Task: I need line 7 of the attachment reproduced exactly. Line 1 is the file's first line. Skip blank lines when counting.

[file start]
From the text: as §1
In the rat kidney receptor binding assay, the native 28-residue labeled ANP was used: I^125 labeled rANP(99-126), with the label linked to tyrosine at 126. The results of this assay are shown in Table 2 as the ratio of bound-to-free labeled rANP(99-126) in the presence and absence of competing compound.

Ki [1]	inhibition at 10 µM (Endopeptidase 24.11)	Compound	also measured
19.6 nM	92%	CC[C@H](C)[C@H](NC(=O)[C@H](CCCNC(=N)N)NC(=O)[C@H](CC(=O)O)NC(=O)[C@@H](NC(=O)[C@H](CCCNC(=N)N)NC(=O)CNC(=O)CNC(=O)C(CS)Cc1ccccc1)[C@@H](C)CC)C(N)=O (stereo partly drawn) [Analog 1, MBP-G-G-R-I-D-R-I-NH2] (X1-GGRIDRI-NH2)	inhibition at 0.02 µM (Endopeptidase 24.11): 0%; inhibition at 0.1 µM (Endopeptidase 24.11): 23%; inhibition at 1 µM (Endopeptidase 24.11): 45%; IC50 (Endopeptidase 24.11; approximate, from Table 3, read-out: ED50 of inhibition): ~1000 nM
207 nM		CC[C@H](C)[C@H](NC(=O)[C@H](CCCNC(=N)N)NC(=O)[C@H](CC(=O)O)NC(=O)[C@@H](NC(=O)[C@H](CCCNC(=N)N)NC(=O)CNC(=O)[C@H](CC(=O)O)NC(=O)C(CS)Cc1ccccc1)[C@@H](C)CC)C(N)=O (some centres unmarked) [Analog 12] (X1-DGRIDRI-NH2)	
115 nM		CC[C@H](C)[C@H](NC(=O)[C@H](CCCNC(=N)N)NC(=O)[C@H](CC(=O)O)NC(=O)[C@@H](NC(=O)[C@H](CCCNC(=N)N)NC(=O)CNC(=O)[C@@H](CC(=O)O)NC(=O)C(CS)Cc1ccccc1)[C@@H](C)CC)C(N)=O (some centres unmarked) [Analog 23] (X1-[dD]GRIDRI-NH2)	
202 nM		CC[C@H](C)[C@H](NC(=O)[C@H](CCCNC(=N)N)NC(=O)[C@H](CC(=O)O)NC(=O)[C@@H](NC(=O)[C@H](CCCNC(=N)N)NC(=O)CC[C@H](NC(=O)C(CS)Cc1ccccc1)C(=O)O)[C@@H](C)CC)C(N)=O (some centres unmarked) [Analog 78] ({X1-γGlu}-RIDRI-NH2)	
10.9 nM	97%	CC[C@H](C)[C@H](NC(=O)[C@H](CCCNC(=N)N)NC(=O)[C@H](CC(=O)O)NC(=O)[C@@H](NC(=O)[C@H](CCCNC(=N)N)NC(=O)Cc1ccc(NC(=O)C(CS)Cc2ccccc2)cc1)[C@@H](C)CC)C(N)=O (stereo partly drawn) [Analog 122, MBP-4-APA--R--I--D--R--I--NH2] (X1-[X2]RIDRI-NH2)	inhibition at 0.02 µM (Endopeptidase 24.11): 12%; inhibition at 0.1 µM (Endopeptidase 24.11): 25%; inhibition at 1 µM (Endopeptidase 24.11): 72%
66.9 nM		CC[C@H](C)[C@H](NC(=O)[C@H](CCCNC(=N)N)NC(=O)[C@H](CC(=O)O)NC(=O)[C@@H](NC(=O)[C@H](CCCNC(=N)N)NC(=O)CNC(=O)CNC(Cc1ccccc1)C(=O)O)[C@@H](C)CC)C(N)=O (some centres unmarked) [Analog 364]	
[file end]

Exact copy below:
202 nM		CC[C@H](C)[C@H](NC(=O)[C@H](CCCNC(=N)N)NC(=O)[C@H](CC(=O)O)NC(=O)[C@@H](NC(=O)[C@H](CCCNC(=N)N)NC(=O)CC[C@H](NC(=O)C(CS)Cc1ccccc1)C(=O)O)[C@@H](C)CC)C(N)=O (some centres unmarked) [Analog 78] ({X1-γGlu}-RIDRI-NH2)	